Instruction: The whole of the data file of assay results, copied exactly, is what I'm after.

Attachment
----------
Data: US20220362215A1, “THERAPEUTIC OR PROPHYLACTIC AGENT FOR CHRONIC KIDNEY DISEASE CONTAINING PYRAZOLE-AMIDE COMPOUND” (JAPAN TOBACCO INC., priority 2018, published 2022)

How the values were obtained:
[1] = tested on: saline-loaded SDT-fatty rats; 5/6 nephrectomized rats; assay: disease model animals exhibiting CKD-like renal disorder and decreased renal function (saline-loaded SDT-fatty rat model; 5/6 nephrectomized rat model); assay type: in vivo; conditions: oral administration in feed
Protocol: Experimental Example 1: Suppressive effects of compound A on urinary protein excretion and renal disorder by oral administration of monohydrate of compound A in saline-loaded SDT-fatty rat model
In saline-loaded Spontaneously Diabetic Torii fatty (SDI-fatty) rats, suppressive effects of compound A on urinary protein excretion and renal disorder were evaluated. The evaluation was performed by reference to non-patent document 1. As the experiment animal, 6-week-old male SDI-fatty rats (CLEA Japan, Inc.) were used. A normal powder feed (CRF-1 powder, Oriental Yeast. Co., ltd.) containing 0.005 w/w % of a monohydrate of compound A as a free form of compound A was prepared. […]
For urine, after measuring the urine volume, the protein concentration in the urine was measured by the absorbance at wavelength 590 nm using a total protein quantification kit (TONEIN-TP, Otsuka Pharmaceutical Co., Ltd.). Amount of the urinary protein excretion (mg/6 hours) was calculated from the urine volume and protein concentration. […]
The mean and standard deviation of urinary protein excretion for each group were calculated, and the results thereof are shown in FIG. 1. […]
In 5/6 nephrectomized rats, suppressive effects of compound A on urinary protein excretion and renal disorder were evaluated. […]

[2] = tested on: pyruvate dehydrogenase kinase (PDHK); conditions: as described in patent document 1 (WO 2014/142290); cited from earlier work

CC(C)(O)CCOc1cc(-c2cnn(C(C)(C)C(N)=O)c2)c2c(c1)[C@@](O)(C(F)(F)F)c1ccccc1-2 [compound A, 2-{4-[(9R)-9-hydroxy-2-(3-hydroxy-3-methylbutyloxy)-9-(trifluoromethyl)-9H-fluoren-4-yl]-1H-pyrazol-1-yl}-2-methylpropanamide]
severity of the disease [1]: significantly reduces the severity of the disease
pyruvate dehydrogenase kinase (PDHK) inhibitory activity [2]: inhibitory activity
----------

Data: US20220362215A1, “THERAPEUTIC OR PROPHYLACTIC AGENT FOR CHRONIC KIDNEY DISEASE CONTAINING PYRAZOLE-AMIDE COMPOUND” (JAPAN TOBACCO INC., priority 2018, published 2022)

How the values were obtained:
[1] = tested on: saline-loaded SDT-fatty rats; 5/6 nephrectomized rats; assay: disease model animals exhibiting CKD-like renal disorder and decreased renal function (saline-loaded SDT-fatty rat model; 5/6 nephrectomized rat model); assay type: in vivo; conditions: oral administration in feed
Protocol: Experimental Example 1: Suppressive effects of compound A on urinary protein excretion and renal disorder by oral administration of monohydrate of compound A in saline-loaded SDT-fatty rat model
In saline-loaded Spontaneously Diabetic Torii fatty (SDI-fatty) rats, suppressive effects of compound A on urinary protein excretion and renal disorder were evaluated. The evaluation was performed by reference to non-patent document 1. As the experiment animal, 6-week-old male SDI-fatty rats (CLEA Japan, Inc.) were used. A normal powder feed (CRF-1 powder, Oriental Yeast. Co., ltd.) containing 0.005 w/w % of a monohydrate of compound A as a free form of compound A was prepared. […]
For urine, after measuring the urine volume, the protein concentration in the urine was measured by the absorbance at wavelength 590 nm using a total protein quantification kit (TONEIN-TP, Otsuka Pharmaceutical Co., Ltd.). Amount of the urinary protein excretion (mg/6 hours) was calculated from the urine volume and protein concentration. […]
The mean and standard deviation of urinary protein excretion for each group were calculated, and the results thereof are shown in FIG. 1. […]
In 5/6 nephrectomized rats, suppressive effects of compound A on urinary protein excretion and renal disorder were evaluated. […]

[2] = tested on: pyruvate dehydrogenase kinase (PDHK); conditions: as described in patent document 1 (WO 2014/142290); cited from earlier work

CC(C)(O)CCOc1cc(-c2cnn(C(C)(C)C(N)=O)c2)c2c(c1)[C@@](O)(C(F)(F)F)c1ccccc1-2 [compound A, 2-{4-[(9R)-9-hydroxy-2-(3-hydroxy-3-methylbutyloxy)-9-(trifluoromethyl)-9H-fluoren-4-yl]-1H-pyrazol-1-yl}-2-methylpropanamide]
severity of the disease [1]: significantly reduces the severity of the disease
pyruvate dehydrogenase kinase (PDHK) inhibitory activity [2]: inhibitory activity